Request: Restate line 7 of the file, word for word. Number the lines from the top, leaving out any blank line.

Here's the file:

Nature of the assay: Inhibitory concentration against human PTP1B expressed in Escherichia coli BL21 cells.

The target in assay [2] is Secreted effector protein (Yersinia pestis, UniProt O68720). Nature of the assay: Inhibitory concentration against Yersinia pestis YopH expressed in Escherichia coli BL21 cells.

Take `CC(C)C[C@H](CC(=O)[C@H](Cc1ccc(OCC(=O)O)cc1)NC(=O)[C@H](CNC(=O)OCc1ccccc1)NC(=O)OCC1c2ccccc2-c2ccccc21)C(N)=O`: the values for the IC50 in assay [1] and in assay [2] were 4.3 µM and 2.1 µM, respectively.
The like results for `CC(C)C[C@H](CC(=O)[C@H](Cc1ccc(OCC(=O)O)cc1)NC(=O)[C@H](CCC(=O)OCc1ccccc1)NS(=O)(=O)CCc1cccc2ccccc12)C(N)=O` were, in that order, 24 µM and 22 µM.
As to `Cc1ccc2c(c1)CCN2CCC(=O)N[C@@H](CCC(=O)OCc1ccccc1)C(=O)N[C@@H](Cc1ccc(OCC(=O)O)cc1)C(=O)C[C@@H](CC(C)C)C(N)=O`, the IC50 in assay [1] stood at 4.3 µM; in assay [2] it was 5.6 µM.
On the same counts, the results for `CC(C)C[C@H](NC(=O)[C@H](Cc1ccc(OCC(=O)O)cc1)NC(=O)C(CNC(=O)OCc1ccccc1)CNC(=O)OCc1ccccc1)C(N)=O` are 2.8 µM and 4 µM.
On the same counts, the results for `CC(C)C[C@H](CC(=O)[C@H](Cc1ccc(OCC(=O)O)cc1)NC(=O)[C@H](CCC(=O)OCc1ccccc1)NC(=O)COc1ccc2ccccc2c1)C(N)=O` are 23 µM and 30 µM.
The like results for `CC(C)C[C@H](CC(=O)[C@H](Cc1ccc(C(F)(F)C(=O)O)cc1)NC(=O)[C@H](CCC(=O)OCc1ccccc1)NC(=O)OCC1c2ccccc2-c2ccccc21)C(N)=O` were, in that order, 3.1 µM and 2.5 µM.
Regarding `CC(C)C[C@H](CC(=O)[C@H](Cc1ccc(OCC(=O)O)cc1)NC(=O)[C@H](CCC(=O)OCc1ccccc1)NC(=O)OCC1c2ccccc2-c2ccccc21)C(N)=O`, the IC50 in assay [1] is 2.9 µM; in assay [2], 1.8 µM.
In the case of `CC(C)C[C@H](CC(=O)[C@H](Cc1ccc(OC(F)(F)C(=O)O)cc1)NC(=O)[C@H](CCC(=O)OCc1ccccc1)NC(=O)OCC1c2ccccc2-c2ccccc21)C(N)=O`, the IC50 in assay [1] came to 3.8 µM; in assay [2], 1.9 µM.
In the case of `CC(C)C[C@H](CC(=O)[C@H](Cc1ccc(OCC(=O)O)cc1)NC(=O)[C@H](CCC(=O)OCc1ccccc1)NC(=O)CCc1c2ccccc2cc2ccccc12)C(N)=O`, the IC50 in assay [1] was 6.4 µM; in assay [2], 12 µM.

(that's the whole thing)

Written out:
On the same counts, the results for `CC(C)C[C@H](CC(=O)[C@H](Cc1ccc(OCC(=O)O)cc1)NC(=O)[C@H](CCC(=O)OCc1ccccc1)NC(=O)COc1ccc2ccccc2c1)C(N)=O` are 23 µM and 30 µM.